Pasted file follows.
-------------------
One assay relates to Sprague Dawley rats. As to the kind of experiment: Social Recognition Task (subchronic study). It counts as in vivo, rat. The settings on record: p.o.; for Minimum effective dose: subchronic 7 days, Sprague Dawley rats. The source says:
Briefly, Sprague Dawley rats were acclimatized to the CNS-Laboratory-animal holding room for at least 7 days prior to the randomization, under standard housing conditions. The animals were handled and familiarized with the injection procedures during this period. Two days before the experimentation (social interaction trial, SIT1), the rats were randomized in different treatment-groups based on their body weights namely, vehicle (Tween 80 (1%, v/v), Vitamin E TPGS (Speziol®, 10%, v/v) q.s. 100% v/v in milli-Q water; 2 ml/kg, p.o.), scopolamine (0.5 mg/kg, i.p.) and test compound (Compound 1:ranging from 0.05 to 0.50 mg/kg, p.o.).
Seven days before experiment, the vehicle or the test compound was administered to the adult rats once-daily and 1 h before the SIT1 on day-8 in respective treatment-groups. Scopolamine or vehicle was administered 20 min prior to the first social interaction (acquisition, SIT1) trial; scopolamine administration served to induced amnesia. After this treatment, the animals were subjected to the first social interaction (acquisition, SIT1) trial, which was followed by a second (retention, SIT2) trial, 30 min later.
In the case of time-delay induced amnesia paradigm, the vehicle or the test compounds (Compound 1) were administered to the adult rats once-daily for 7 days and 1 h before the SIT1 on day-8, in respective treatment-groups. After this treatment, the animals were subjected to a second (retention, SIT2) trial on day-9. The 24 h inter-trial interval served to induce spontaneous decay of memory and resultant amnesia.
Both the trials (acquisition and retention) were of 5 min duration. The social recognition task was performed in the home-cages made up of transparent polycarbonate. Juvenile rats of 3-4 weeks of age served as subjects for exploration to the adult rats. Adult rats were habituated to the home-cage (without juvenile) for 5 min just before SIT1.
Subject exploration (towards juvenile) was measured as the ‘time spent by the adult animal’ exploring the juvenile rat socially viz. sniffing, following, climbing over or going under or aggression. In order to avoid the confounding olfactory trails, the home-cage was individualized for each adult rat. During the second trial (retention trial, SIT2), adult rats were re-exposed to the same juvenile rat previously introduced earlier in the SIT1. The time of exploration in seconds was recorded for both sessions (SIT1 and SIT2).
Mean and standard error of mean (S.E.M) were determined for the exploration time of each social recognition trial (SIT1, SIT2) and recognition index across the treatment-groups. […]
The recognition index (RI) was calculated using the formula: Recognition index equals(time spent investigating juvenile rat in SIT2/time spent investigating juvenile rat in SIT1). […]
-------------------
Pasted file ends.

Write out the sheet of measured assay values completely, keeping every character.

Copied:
One assay relates to Sprague Dawley rats. As to the kind of experiment: Social Recognition Task (subchronic study). It counts as in vivo, rat. The settings on record: p.o.; for Minimum effective dose: subchronic 7 days, Sprague Dawley rats. The source says:
Briefly, Sprague Dawley rats were acclimatized to the CNS-Laboratory-animal holding room for at least 7 days prior to the randomization, under standard housing conditions. The animals were handled and familiarized with the injection procedures during this period. Two days before the experimentation (social interaction trial, SIT1), the rats were randomized in different treatment-groups based on their body weights namely, vehicle (Tween 80 (1%, v/v), Vitamin E TPGS (Speziol®, 10%, v/v) q.s. 100% v/v in milli-Q water; 2 ml/kg, p.o.), scopolamine (0.5 mg/kg, i.p.) and test compound (Compound 1:ranging from 0.05 to 0.50 mg/kg, p.o.).
Seven days before experiment, the vehicle or the test compound was administered to the adult rats once-daily and 1 h before the SIT1 on day-8 in respective treatment-groups. Scopolamine or vehicle was administered 20 min prior to the first social interaction (acquisition, SIT1) trial; scopolamine administration served to induced amnesia. After this treatment, the animals were subjected to the first social interaction (acquisition, SIT1) trial, which was followed by a second (retention, SIT2) trial, 30 min later.
In the case of time-delay induced amnesia paradigm, the vehicle or the test compounds (Compound 1) were administered to the adult rats once-daily for 7 days and 1 h before the SIT1 on day-8, in respective treatment-groups. After this treatment, the animals were subjected to a second (retention, SIT2) trial on day-9. The 24 h inter-trial interval served to induce spontaneous decay of memory and resultant amnesia.
Both the trials (acquisition and retention) were of 5 min duration. The social recognition task was performed in the home-cages made up of transparent polycarbonate. Juvenile rats of 3-4 weeks of age served as subjects for exploration to the adult rats. Adult rats were habituated to the home-cage (without juvenile) for 5 min just before SIT1.
Subject exploration (towards juvenile) was measured as the ‘time spent by the adult animal’ exploring the juvenile rat socially viz. sniffing, following, climbing over or going under or aggression. In order to avoid the confounding olfactory trails, the home-cage was individualized for each adult rat. During the second trial (retention trial, SIT2), adult rats were re-exposed to the same juvenile rat previously introduced earlier in the SIT1. The time of exploration in seconds was recorded for both sessions (SIT1 and SIT2).
Mean and standard error of mean (S.E.M) were determined for the exploration time of each social recognition trial (SIT1, SIT2) and recognition index across the treatment-groups. […]
The recognition index (RI) was calculated using the formula: Recognition index equals(time spent investigating juvenile rat in SIT2/time spent investigating juvenile rat in SIT1). […]